Paper specifications can only take you so far, and, realistically, the vast range of inkjet papers currently available is beyond anyone’s ability to thoroughly test. With that in mind, PHOTO Techniques asked some of our regular contributors what their favorite inkjet papers are. The answers, not surprisingly, depend largely on their needs and tastes.
Ilford Galerie Gold Fiber Silk (GFS) is part of a new generation of papers that are made of real paper rather than plas- tic (see “Second-Generation Papers,” on page 30), but which allow the use of photo-black ink. Ilford GFS has become my current favorite paper for just about every application. My latest gallery show, as well as fine-art portfolios, have been printed on GFS, which is very hard to fault.
Though not as bright as papers that use Optical Brightening Agents (OBAs), Ilford GFS is one of a new breed that uses baryta, a clay-like substance that has been traditionally used in the finest fine-art papers for the chemical darkroom. It adds brightness to the paper without the fading issues that OBAs have. This paper is somewhat warm in tone, but that’s a characteristic that I value, and it is particularly appealing for black- and-white work.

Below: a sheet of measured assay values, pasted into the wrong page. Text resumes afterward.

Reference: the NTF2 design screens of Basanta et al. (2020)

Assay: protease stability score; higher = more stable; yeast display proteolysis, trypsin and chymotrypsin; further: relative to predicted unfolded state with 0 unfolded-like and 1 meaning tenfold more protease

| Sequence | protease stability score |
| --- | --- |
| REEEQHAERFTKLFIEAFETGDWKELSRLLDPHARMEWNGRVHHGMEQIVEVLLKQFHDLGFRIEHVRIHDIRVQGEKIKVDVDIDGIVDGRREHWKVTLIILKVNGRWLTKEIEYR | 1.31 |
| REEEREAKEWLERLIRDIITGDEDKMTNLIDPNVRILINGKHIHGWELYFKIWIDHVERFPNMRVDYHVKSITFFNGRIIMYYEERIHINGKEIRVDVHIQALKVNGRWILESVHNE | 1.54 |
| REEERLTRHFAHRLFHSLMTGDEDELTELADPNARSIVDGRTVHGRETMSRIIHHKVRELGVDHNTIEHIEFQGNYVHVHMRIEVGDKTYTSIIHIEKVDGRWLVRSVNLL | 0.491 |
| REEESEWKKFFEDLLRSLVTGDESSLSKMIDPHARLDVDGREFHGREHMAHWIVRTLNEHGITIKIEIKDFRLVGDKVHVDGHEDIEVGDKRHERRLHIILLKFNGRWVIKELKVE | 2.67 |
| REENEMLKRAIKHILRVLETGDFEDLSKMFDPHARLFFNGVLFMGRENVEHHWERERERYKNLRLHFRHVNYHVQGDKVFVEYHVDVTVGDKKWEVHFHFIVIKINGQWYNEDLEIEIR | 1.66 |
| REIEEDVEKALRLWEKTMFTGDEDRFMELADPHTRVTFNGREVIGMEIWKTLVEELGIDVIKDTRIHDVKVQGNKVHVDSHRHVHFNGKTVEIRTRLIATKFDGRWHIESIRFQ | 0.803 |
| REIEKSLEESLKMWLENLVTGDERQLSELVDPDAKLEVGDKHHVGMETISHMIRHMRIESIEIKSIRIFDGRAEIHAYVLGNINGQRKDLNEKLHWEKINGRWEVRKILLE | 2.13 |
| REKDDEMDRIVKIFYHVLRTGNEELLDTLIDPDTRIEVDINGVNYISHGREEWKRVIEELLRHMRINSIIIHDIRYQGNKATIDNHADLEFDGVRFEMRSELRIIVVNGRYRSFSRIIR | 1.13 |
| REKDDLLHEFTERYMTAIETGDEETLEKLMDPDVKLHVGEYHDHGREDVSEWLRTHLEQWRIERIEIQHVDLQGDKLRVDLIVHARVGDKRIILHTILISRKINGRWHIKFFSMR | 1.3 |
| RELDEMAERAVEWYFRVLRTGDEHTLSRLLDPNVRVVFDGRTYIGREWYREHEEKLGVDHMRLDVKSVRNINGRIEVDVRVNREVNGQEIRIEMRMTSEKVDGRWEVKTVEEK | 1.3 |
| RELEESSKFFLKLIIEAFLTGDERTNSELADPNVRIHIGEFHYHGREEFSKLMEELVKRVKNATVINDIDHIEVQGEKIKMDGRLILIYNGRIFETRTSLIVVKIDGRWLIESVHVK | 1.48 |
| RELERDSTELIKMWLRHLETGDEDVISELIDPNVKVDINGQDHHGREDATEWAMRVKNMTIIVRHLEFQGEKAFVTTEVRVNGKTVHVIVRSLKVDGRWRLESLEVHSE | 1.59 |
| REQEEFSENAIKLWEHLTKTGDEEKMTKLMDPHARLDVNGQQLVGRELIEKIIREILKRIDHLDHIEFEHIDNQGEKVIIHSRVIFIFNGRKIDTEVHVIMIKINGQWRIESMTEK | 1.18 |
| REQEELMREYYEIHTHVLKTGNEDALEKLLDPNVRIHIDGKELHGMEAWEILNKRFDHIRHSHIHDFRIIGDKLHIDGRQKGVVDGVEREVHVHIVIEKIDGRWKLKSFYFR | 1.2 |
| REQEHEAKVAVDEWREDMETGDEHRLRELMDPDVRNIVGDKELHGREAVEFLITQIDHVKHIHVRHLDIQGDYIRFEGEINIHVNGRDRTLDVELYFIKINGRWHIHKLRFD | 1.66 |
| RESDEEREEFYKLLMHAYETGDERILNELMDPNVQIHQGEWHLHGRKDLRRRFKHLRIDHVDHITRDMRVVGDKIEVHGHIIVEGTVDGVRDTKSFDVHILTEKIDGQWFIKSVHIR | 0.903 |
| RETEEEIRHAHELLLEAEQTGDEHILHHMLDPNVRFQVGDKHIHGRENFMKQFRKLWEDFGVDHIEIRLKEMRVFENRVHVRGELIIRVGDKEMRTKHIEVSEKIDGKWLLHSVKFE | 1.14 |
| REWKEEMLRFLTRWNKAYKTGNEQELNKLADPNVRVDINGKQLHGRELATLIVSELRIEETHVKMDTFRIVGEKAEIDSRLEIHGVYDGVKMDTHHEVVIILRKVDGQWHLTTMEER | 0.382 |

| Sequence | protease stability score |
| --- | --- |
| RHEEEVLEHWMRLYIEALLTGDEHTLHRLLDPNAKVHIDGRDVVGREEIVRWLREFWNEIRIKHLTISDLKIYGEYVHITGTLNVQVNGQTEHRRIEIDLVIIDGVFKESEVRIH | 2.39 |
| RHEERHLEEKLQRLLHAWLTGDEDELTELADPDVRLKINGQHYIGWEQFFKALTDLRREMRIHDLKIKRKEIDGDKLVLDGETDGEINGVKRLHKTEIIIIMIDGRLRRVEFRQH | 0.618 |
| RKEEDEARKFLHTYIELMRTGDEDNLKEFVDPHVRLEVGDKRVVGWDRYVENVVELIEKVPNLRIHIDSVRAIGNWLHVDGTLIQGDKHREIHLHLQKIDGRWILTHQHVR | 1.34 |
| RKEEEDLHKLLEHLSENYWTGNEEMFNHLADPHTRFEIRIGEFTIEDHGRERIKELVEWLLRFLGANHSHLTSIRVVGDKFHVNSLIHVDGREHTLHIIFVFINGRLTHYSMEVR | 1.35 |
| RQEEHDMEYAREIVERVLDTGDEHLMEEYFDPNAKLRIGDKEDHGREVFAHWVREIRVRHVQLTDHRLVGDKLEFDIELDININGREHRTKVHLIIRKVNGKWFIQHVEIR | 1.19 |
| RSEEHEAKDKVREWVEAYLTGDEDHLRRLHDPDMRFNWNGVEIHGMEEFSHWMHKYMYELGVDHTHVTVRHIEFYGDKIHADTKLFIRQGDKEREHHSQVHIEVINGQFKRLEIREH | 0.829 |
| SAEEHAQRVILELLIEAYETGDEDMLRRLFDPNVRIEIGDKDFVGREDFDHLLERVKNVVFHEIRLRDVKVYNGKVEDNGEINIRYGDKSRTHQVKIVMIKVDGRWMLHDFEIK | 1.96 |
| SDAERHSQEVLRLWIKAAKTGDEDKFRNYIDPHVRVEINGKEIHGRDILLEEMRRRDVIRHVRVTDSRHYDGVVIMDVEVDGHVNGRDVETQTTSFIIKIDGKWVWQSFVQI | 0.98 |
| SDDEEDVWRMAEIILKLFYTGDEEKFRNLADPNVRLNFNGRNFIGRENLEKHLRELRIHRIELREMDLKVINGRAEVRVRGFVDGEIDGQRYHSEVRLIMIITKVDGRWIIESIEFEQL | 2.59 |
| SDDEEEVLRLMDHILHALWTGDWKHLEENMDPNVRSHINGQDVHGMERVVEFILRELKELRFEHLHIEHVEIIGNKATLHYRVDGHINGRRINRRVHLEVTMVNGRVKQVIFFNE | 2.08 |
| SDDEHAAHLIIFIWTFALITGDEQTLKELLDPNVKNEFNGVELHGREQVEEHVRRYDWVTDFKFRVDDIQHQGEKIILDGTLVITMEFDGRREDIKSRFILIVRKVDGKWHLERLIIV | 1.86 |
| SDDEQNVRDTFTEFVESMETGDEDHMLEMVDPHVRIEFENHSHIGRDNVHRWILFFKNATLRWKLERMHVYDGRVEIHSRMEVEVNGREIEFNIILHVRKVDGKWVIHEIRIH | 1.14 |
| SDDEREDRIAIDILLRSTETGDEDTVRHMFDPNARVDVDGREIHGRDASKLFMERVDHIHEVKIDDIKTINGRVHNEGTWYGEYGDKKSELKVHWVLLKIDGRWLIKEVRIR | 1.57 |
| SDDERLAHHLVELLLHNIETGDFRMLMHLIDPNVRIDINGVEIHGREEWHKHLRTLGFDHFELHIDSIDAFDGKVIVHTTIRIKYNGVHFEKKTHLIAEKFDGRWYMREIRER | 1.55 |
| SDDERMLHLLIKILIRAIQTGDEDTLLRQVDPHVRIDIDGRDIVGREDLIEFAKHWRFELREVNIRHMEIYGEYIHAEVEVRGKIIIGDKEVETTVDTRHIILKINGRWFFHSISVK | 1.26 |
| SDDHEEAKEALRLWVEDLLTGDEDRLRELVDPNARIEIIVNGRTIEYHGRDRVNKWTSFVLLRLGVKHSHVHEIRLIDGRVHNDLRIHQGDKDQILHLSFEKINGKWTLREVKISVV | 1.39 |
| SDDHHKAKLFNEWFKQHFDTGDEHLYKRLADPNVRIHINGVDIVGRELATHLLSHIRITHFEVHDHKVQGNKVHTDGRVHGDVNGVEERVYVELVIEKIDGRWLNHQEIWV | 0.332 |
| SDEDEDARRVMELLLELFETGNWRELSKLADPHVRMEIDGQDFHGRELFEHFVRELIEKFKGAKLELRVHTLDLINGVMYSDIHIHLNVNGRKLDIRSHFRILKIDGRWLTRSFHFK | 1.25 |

Its heavy weight can cause problems when feeding it through some printers, but also makes prints feel substantial in-hand. At the moment there isn’t a paper on the market that I feel combines the characteristics I value more than Ilford GFS does.
Hahnemühle Photo Rag 308 has been my preferred paper for fine-art prints for several years. It is available as Photo Rag 308 Bright White as well. The difference between the two is that the Bright White version contains OBAs. Which to choose is a matter of taste, though understand that OBAs do fade over time.
This paper has a smooth surface, but enough “tooth” or texture that it retains the tactility that so many photographers favor for their exhibition and gallery prints. Because it is a matte fine-art paper it uses matte-black ink, leading to reduced Dmax and dynamic range compared to glossy photo papers. The Bright White version is, however, more than acceptable in this regard for most photographer’s needs.